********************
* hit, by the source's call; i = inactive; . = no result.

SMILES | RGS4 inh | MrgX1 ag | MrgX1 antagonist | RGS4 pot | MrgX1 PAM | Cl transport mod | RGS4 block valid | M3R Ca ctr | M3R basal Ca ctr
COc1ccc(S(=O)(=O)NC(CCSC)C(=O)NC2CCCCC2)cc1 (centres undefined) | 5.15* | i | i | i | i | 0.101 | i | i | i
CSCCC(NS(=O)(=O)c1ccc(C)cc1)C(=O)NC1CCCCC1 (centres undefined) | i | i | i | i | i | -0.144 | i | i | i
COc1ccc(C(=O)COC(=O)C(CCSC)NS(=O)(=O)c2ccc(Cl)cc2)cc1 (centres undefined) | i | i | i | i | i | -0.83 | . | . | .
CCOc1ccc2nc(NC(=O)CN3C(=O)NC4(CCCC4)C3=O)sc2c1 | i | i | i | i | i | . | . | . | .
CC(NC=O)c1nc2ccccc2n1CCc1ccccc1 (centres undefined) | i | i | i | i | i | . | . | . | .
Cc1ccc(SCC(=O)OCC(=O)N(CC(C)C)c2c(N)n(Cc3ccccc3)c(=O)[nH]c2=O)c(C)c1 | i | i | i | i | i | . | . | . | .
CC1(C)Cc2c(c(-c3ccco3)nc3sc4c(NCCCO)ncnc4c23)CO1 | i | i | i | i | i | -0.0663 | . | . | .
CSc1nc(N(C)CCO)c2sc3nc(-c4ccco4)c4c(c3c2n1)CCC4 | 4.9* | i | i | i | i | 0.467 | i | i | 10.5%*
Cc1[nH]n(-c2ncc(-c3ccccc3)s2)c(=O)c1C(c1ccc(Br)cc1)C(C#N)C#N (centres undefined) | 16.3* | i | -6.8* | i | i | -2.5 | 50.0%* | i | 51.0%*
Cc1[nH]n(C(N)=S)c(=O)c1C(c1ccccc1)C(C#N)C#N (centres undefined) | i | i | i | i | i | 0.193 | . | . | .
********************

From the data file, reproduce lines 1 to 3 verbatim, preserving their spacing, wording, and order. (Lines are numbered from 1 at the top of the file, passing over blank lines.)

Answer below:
* hit, by the source's call; i = inactive; . = no result.

SMILES | RGS4 inh | MrgX1 ag | MrgX1 antagonist | RGS4 pot | MrgX1 PAM | Cl transport mod | RGS4 block valid | M3R Ca ctr | M3R basal Ca ctr
COc1ccc(S(=O)(=O)NC(CCSC)C(=O)NC2CCCCC2)cc1 (centres undefined) | 5.15* | i | i | i | i | 0.101 | i | i | i